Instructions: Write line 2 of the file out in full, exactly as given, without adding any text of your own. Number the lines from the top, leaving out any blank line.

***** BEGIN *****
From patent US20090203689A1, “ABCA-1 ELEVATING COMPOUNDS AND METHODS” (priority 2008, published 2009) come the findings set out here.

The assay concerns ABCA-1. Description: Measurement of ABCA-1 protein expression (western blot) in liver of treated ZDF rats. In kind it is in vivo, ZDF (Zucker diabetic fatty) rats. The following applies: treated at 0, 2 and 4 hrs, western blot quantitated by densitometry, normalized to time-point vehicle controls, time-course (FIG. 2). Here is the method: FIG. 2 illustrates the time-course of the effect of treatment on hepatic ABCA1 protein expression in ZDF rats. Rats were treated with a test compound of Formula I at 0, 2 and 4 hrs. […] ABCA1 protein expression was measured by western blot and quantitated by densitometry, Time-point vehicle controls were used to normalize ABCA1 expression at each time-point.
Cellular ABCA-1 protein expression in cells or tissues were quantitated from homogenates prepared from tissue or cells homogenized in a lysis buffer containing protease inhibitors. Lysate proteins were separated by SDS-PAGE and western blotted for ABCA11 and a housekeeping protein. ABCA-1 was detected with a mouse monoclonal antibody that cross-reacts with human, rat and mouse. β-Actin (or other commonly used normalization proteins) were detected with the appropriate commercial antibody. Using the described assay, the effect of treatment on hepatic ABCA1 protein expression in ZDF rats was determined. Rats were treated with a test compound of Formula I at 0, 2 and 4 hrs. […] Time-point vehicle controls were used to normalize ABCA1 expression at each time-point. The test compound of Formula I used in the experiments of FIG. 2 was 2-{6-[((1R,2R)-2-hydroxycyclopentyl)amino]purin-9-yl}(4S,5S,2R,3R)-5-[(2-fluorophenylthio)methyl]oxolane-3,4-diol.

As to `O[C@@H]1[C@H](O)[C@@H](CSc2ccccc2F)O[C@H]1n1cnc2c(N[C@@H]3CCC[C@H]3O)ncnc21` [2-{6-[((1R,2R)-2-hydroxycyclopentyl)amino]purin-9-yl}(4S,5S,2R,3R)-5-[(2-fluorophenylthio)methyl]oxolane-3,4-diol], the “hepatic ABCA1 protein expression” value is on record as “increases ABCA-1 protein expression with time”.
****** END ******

The assay concerns ABCA-1. Description: Measurement of ABCA-1 protein expression (western blot) in liver of treated ZDF rats. In kind it is in vivo, ZDF (Zucker diabetic fatty) rats. The following applies: treated at 0, 2 and 4 hrs, western blot quantitated by densitometry, normalized to time-point vehicle controls, time-course (FIG. 2). Here is the method: FIG. 2 illustrates the time-course of the effect of treatment on hepatic ABCA1 protein expression in ZDF rats. Rats were treated with a test compound of Formula I at 0, 2 and 4 hrs. […] ABCA1 protein expression was measured by western blot and quantitated by densitometry, Time-point vehicle controls were used to normalize ABCA1 expression at each time-point.